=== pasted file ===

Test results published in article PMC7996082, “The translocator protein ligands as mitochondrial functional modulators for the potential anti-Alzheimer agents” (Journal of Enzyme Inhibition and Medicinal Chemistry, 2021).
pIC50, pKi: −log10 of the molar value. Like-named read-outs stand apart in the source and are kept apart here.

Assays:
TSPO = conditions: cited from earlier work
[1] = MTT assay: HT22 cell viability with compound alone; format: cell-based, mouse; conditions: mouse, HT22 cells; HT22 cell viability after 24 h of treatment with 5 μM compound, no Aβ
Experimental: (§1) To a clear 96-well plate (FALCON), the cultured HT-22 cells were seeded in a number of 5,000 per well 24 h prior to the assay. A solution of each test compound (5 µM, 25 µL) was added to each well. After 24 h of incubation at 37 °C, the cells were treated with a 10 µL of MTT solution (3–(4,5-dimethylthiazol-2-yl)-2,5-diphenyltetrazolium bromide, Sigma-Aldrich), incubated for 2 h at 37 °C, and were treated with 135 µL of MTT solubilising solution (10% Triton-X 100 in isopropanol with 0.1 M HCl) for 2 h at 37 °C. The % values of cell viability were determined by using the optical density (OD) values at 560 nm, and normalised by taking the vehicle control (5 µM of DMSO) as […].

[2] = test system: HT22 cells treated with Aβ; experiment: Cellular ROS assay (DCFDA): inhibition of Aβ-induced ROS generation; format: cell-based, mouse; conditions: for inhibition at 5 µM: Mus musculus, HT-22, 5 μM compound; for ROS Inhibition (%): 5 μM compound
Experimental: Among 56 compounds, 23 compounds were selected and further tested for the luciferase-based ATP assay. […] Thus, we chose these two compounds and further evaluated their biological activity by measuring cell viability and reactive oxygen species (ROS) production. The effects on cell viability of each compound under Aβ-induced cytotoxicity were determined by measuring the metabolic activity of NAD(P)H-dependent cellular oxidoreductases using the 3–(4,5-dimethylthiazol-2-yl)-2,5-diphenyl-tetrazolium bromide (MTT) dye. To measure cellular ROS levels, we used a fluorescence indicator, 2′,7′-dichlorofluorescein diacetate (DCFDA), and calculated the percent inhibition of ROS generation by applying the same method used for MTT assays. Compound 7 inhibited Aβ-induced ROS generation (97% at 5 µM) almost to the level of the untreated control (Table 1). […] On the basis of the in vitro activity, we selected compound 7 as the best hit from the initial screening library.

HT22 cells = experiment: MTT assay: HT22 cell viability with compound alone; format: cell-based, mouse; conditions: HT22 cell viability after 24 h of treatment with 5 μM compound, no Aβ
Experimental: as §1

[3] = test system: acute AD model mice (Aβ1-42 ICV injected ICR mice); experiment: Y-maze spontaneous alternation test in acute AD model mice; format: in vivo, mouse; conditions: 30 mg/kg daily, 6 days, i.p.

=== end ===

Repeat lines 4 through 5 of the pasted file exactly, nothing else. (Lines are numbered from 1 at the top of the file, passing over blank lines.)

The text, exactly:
TSPO = conditions: cited from earlier work
[1] = MTT assay: HT22 cell viability with compound alone; format: cell-based, mouse; conditions: mouse, HT22 cells; HT22 cell viability after 24 h of treatment with 5 μM compound, no Aβ